So then, brethren, stand firm and hold to the traditions which you were taught by us, either by word of mouth or by letter (2 Thess. 2:15). Guard what has been entrusted to you. Avoid the godless chatter and contradictions of what is falsely called knowledge, for by professing it some have missed the mark as regards faith (1 Tim. 6:21-22).

Sunday, April 2, 2017

Witchcraft a crime in Canada? Who knew?!

Christianity is increasingly being pushed out of the public square, at least to the minds who have actively worked to marginalize the True Faith, if that were possible. The vacuum left behind in the wake of a loss of the True Faith among citizens is being filled by a rise in pagan superstitions and occult practices which, in who knows how many cases, may very well be leaving people open to demonic forces. The frequency with which ads for this or that occult practice that claims to offer special knowledge is occurring online, on radio and in the print media has increased in recent years to the point one finds ads for various forms of divination as common as ads for local college courses and home improvement stores.

That charlatans appear on the scene to "help" the afflicted, to no avail, of course, is detestable for a variety of reasons, not the least of which is that people who prey upon the suffering to exploit them for profit cause additional suffering to those desperate for relief.
A story of fraud and foolishness.
National Post
TORONTO — An Indian man living in Toronto was charged with pretending to practice witchcraft after he allegedly convinced a client to pay him $101,000 to remove an evil spirit.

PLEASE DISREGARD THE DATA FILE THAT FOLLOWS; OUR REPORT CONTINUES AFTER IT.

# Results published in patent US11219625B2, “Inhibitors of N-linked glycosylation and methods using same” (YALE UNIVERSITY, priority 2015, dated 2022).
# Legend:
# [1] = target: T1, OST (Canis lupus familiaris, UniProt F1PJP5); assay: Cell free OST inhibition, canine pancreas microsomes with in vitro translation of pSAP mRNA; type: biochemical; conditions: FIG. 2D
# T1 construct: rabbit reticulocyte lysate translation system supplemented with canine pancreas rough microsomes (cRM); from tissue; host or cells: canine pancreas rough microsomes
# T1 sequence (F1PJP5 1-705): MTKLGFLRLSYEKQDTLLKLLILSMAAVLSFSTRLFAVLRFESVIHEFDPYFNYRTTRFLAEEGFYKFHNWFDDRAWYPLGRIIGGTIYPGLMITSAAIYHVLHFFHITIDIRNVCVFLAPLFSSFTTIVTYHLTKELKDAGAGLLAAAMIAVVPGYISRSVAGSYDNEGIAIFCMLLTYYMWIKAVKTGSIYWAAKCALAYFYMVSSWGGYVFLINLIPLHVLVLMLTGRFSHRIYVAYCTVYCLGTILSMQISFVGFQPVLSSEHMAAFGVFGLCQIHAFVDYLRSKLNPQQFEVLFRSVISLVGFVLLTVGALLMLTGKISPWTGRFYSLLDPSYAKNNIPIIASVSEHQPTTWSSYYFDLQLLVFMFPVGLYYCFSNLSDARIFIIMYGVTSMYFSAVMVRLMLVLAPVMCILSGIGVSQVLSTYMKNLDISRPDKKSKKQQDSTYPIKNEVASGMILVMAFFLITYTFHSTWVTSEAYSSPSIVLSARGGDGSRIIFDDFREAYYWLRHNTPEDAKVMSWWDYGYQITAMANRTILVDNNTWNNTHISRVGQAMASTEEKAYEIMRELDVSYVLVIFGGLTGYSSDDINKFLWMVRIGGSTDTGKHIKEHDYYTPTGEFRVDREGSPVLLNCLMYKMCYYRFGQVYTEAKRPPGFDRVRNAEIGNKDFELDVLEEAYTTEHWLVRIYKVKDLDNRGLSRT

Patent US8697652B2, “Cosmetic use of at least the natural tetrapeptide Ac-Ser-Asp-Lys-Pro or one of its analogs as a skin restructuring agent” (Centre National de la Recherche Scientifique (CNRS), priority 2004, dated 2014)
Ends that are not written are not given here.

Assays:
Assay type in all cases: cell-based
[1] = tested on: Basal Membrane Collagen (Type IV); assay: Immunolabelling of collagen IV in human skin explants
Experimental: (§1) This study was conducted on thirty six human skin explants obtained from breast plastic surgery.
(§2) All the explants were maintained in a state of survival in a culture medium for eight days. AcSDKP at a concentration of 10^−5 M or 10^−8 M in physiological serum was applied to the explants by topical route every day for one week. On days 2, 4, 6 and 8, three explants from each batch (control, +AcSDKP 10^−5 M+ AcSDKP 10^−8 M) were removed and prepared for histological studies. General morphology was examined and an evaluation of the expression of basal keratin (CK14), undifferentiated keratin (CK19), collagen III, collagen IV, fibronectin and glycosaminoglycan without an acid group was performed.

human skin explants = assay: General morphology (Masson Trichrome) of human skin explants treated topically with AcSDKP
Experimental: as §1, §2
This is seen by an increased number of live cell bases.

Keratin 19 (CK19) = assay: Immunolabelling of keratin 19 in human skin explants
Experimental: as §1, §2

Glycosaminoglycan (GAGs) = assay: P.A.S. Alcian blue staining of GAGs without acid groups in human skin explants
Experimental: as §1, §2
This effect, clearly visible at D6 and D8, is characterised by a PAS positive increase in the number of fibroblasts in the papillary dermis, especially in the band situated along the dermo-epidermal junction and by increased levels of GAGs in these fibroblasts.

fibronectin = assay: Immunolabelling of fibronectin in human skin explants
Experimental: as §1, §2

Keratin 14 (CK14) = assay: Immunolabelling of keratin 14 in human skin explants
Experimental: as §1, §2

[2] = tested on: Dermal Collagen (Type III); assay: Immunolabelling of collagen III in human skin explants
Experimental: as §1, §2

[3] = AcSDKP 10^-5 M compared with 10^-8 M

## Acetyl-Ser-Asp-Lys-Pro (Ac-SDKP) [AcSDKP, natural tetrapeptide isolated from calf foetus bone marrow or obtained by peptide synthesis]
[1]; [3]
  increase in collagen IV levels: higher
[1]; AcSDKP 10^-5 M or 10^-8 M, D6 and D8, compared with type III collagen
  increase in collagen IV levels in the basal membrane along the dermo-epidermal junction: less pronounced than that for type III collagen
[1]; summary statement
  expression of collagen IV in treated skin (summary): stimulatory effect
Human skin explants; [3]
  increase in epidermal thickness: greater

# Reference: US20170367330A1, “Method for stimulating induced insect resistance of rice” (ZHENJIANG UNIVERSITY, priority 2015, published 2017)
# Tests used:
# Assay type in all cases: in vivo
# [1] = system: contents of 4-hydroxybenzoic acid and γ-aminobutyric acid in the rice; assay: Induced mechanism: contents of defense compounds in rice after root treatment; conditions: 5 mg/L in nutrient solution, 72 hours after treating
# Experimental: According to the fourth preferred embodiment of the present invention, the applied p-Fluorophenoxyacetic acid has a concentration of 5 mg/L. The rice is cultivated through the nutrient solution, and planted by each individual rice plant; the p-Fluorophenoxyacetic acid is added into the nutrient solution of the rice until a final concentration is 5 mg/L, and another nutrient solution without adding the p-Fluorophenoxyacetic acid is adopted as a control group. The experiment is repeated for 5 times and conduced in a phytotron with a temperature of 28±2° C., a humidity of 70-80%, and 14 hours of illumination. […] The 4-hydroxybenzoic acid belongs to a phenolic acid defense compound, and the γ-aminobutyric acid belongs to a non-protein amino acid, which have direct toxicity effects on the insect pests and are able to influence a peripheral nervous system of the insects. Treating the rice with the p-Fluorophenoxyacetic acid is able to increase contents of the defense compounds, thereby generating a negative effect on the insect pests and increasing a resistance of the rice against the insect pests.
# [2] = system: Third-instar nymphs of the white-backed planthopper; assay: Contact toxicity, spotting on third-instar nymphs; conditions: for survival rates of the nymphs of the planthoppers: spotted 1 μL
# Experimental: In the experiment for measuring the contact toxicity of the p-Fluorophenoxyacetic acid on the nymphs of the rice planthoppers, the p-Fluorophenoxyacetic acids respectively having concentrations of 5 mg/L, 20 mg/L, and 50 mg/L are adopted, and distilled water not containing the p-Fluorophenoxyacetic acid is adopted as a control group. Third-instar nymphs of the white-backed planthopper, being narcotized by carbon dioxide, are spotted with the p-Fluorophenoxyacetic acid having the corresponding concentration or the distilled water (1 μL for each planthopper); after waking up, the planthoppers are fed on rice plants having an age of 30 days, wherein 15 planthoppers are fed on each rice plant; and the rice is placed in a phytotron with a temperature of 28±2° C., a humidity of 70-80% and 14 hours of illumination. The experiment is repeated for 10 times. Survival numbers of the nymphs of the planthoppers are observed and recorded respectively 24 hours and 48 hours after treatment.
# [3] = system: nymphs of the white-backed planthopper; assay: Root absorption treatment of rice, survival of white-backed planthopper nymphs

Toronto police said that Murali Muthyalu — who also went by Master Raghav (= Descendant of Raghu. "According to the Raghuvamsha, he was born to king Dilīpa and his queen Sudakshina. His name in Sanskrit means the fast one, deriving from Raghu's chariot-driving abilities."—Wikipedia) — advertised psychic readings for $20 by handing out business cards in shopping malls and placing them in mailboxes between February and March 2017.
While witchcraft charges are rare in Canada, the law that is mostly considered to be archaic is still regularly enforced. In 2012, a Spanish newspaper publisher in Toronto was charged for the same offence after convincing a woman he could lift her family’s curse.
Under the Criminal Code of Canada, witchcraft is defined by anyone who “pretends to exercise or to use any kind of witchcraft, sorcery, enchantment or conjuration.” Practitioners undertaking “for a consideration, to tell fortunes” are also outlawed by the Criminal Code. While this would mean that all fortune tellers and psychics are acting illegally, it’s possible to beat the charges if the person genuinely believes they have such abilities.
Police would not rule out the chance that there are more victims. (Undoubtedly, there are other victims. As P.T Barnum might have once said, there's a sucker born every minute.)
Resorting to witchcraft or sorcery is always dangerous. Always. Whatever the in-road one may take into superstitious practices, e.g., divination, or however acceptable or innocent one thinks his occult practices to be, one runs the likely risk of bumping into entities which feed on the suffering soul with a fury far beyond what hungry pirañas do in mere minutes to an animal that happens to wander into their domain.
For those suffering spiritually, turn to Jesus Christ, the only one Who can give relief to the suffering soul. A person need not despair. Turn away from sin and darkness and embrace the hope of faith in Jesus. Jesus awaits your homecoming. Contact a Catholic priest near you and ask for help. If you think you are suffering from a spiritual affliction, ask for a prayer of deliverance to be prayed over you. If you are a Catholic who has been away from the sacraments for awhile, ask for the Sacrament of Penance. Freedom awaits. Ask God to guide you to a faithful priest and trust in God's mercy.

Pray the Rosary, a sure defence against the wickedness and snares of the devil.

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